By Bjørn Lomborg A Nissan Leaf in production
Photo by KAZUHIRO NOGI/AFP/Getty Images
The idea of the electric car has long captured the imaginations of innovators, including even Henry Ford and Thomas Edison more than a century ago. Celebrities, pundits, and political leaders alike have cast these vehicles as the apotheosis of an environmentally responsible future. German Chancellor Angela Merkel has proclaimed that there will be 1 million electric cars on the Autobahn by 2020. President Barack Obama has likewise promised 1 million electric cars in the United States, but five years sooner.
Someday, the electric car will, indeed, be a great product—just not now. It costs too much; it is inconvenient; and its environmental benefits are negligible (and, in some cases, nonexistent).
Many developed countries provide lavish subsidies for electric cars: amounts up to $7,500 in the U.S., $8,500 in Canada, 9,000 euros in Belgium, and 6,000 euros even in cash-strapped Spain. Denmark offers the most lavish subsidy of all, exempting electric cars from the country’s marginal 180 percent registration tax on all other vehicles. For the world’s most popular electric car, the Nissan Leaf, this exemption is worth 63,000 euros.
Yet this is clearly not enough. In Denmark, there are still only 1,224 electric cars. In Germany, car sales totaled 3.2 million in 2011, but only 2,154 were electric.
The numbers have forced Obama and Merkel to reconcile their projections with reality. The US Department of Energy now expects only about 250,000 electric cars by 2015, or 0.1 percent of all cars on America’s roads. Merkel recently admitted that Germany will not get anywhere near 1 million electric cars by 2020.
No one should be surprised. According to an analysis by the Congressional Budget Office, a typical electric car’s lifetime cost is roughly $12,000 higher than a gasoline-powered car. Recent research indicates that electric cars may reach break-even price with hybrids only in 2026, and with conventional cars in 2032, after governments spend hundreds of billions of dollars in subsidies.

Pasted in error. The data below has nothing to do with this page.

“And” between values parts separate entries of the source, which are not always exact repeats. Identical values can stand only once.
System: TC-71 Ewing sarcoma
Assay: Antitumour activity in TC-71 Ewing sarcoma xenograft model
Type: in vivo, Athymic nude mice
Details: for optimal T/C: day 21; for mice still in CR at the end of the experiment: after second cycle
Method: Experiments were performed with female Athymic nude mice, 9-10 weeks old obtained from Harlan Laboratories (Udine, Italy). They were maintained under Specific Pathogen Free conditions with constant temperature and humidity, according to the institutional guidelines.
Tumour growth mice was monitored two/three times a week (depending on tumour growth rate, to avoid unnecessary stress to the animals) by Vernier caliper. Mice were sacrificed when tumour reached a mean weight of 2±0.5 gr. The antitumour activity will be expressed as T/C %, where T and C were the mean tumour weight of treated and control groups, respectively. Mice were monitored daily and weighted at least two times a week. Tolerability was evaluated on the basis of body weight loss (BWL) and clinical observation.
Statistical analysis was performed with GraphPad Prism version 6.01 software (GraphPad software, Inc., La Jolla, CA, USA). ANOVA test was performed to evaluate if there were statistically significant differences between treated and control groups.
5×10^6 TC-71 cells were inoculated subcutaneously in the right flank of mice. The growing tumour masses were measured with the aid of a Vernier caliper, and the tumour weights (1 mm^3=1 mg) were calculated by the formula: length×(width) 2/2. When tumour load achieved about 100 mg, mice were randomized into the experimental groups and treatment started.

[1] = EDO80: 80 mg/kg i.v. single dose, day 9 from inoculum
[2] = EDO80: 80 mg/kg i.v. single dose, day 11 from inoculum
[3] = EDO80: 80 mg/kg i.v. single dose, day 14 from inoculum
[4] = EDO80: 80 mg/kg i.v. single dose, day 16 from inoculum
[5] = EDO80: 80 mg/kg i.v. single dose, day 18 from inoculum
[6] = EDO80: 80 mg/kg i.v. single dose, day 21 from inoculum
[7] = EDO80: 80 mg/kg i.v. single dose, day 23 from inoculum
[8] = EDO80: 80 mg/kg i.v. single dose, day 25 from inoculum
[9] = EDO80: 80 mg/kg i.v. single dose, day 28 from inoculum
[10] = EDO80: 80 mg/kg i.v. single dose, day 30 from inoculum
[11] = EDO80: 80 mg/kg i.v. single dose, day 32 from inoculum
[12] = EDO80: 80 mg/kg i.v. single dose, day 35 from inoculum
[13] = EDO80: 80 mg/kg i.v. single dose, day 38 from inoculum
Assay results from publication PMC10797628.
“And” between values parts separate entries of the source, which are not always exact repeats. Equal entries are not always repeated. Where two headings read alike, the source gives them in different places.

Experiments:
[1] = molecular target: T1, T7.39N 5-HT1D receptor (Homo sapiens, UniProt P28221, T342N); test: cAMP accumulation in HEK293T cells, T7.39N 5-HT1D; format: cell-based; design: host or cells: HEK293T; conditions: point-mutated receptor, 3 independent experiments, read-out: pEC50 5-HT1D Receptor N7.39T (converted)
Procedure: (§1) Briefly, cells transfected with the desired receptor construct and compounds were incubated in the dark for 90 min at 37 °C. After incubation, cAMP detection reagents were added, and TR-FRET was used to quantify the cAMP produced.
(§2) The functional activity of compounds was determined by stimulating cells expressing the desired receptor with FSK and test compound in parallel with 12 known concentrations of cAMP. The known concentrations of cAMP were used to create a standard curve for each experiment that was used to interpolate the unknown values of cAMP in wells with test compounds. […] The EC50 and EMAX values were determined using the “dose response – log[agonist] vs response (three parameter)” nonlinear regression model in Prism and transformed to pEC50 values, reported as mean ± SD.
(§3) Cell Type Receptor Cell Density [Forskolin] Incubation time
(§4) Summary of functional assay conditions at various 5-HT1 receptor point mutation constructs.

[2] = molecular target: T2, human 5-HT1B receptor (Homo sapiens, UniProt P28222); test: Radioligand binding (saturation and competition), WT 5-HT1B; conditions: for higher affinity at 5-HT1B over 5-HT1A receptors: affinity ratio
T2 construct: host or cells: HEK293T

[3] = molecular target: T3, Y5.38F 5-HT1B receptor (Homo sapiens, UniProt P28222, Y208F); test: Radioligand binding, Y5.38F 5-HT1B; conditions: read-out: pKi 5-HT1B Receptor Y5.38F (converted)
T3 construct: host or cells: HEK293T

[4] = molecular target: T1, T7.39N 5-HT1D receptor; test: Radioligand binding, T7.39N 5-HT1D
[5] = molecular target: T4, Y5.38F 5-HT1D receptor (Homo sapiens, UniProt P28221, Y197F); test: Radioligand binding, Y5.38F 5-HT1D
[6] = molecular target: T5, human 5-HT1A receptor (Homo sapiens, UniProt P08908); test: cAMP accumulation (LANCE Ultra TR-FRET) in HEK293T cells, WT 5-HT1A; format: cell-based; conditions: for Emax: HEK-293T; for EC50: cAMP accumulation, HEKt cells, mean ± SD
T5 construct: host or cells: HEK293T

Costs and subsidies aside, electric cars have so far proved to be incredibly inconvenient. A BBC reporter drove the 484 miles from London to Edinburgh in an electric Mini and had to stop eight times to recharge, often waiting six hours or more. In total, he spent 80 hours waiting or driving, averaging just over six miles an hour—an unenviable pace even before the advent of the steam engine.
Electric cars also fail to live up to their environmental billing. They are often sold as “zero emissions” vehicles, but that is true only when they are moving.
For starters, the manufacturing process that produces electric cars—especially their batteries—requires an enormous amount of energy, most of it generated with fossil fuels. A life-cycle analysis shows that almost half of an electric car’s entire CO2emissions result from its production, more than double the emissions resulting from the production of a gasoline-powered car.
Moreover, the electricity required to charge an electric car is overwhelmingly produced with fossil fuels. Yes, it then emits about half the CO2 of a conventional car for every mile driven (using European electricity). But, given its high CO2 emissions at the outset, it needs to be driven a lot to come out ahead.
Proponents proudly proclaim that if an electric car is driven about 180,000 miles, it will have emitted less than half the CO2 of a gasoline-powered car. But its battery will likely need to be replaced long before it reaches this target, implying many more tons of CO2 emissions.
In fact, such distances seem implausible, given electric cars’ poor range: The Nissan Leaf, for example, can go only 73 miles on a charge. That is why most people buy an electric car as their second car, for short commutes. If the car is driven less than 32,000